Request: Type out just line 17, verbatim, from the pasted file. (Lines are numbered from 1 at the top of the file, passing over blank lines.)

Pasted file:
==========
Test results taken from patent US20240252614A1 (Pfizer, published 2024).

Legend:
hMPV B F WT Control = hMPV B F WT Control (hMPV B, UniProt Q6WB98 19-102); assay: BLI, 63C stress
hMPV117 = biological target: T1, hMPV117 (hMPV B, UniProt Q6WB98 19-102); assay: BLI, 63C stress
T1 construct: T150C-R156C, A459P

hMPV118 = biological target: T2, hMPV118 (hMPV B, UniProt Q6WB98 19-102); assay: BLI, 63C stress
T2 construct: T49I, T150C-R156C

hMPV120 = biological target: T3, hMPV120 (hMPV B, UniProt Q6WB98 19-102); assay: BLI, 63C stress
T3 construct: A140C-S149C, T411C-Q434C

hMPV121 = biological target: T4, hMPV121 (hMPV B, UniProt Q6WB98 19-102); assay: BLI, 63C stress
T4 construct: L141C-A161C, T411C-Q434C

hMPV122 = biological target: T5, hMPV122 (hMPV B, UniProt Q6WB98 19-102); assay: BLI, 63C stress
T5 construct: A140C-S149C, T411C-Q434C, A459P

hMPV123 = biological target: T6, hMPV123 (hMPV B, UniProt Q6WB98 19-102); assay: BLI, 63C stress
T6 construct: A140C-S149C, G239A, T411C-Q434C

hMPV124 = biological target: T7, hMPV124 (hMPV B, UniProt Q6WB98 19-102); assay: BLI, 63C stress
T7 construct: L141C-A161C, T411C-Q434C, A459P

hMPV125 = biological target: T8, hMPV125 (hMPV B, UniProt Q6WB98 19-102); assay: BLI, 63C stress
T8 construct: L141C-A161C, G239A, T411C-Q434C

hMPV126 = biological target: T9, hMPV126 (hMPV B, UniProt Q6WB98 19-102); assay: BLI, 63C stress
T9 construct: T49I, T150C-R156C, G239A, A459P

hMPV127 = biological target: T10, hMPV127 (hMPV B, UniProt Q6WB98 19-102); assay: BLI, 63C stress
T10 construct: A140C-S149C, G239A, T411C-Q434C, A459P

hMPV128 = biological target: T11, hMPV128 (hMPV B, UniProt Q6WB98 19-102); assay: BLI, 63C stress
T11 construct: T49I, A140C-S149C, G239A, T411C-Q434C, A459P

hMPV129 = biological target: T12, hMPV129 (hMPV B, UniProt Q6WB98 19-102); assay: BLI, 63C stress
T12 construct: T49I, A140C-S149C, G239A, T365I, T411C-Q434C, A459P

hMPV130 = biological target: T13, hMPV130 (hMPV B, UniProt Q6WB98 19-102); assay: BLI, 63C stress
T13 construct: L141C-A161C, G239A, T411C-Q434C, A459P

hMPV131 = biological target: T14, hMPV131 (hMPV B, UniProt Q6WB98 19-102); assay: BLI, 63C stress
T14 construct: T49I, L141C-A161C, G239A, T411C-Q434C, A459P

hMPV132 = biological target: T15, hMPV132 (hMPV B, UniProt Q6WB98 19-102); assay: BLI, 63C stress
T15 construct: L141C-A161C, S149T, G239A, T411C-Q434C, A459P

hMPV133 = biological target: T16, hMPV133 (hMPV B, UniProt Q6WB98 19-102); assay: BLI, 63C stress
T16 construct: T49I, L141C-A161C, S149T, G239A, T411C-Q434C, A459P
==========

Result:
T7 construct: L141C-A161C, T411C-Q434C, A459P